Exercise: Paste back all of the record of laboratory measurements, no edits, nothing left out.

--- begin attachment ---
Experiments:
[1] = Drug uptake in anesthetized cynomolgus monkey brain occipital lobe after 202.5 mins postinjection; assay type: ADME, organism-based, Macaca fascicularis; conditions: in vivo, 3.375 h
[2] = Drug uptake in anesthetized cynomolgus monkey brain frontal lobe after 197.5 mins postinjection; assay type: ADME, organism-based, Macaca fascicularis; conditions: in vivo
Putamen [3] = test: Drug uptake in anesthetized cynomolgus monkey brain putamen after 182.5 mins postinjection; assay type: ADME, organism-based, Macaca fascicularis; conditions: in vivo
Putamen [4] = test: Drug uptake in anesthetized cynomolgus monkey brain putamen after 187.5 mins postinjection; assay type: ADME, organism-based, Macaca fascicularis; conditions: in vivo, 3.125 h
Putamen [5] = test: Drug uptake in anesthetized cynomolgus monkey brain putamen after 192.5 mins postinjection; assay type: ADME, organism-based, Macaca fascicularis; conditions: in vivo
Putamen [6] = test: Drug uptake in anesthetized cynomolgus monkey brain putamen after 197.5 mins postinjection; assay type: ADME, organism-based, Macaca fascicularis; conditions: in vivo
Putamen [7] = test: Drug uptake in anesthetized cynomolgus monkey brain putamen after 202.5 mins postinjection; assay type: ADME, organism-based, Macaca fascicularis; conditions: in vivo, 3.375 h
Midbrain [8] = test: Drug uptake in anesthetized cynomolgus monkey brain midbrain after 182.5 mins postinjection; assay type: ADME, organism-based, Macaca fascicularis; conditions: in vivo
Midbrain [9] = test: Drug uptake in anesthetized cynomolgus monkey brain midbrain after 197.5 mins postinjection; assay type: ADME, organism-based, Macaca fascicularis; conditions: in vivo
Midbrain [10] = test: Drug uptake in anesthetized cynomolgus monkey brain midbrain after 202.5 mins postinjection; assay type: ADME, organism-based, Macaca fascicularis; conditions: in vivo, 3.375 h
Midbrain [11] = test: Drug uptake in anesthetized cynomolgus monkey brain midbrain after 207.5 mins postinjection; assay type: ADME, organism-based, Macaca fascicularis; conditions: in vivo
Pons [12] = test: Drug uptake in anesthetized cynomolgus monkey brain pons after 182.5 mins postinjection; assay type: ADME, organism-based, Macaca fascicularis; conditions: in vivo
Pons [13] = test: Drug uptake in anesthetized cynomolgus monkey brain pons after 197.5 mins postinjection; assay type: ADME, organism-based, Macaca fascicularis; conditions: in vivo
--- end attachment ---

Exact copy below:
Experiments:
[1] = Drug uptake in anesthetized cynomolgus monkey brain occipital lobe after 202.5 mins postinjection; assay type: ADME, organism-based, Macaca fascicularis; conditions: in vivo, 3.375 h
[2] = Drug uptake in anesthetized cynomolgus monkey brain frontal lobe after 197.5 mins postinjection; assay type: ADME, organism-based, Macaca fascicularis; conditions: in vivo
Putamen [3] = test: Drug uptake in anesthetized cynomolgus monkey brain putamen after 182.5 mins postinjection; assay type: ADME, organism-based, Macaca fascicularis; conditions: in vivo
Putamen [4] = test: Drug uptake in anesthetized cynomolgus monkey brain putamen after 187.5 mins postinjection; assay type: ADME, organism-based, Macaca fascicularis; conditions: in vivo, 3.125 h
Putamen [5] = test: Drug uptake in anesthetized cynomolgus monkey brain putamen after 192.5 mins postinjection; assay type: ADME, organism-based, Macaca fascicularis; conditions: in vivo
Putamen [6] = test: Drug uptake in anesthetized cynomolgus monkey brain putamen after 197.5 mins postinjection; assay type: ADME, organism-based, Macaca fascicularis; conditions: in vivo
Putamen [7] = test: Drug uptake in anesthetized cynomolgus monkey brain putamen after 202.5 mins postinjection; assay type: ADME, organism-based, Macaca fascicularis; conditions: in vivo, 3.375 h
Midbrain [8] = test: Drug uptake in anesthetized cynomolgus monkey brain midbrain after 182.5 mins postinjection; assay type: ADME, organism-based, Macaca fascicularis; conditions: in vivo
Midbrain [9] = test: Drug uptake in anesthetized cynomolgus monkey brain midbrain after 197.5 mins postinjection; assay type: ADME, organism-based, Macaca fascicularis; conditions: in vivo
Midbrain [10] = test: Drug uptake in anesthetized cynomolgus monkey brain midbrain after 202.5 mins postinjection; assay type: ADME, organism-based, Macaca fascicularis; conditions: in vivo, 3.375 h
Midbrain [11] = test: Drug uptake in anesthetized cynomolgus monkey brain midbrain after 207.5 mins postinjection; assay type: ADME, organism-based, Macaca fascicularis; conditions: in vivo
Pons [12] = test: Drug uptake in anesthetized cynomolgus monkey brain pons after 182.5 mins postinjection; assay type: ADME, organism-based, Macaca fascicularis; conditions: in vivo
Pons [13] = test: Drug uptake in anesthetized cynomolgus monkey brain pons after 197.5 mins postinjection; assay type: ADME, organism-based, Macaca fascicularis; conditions: in vivo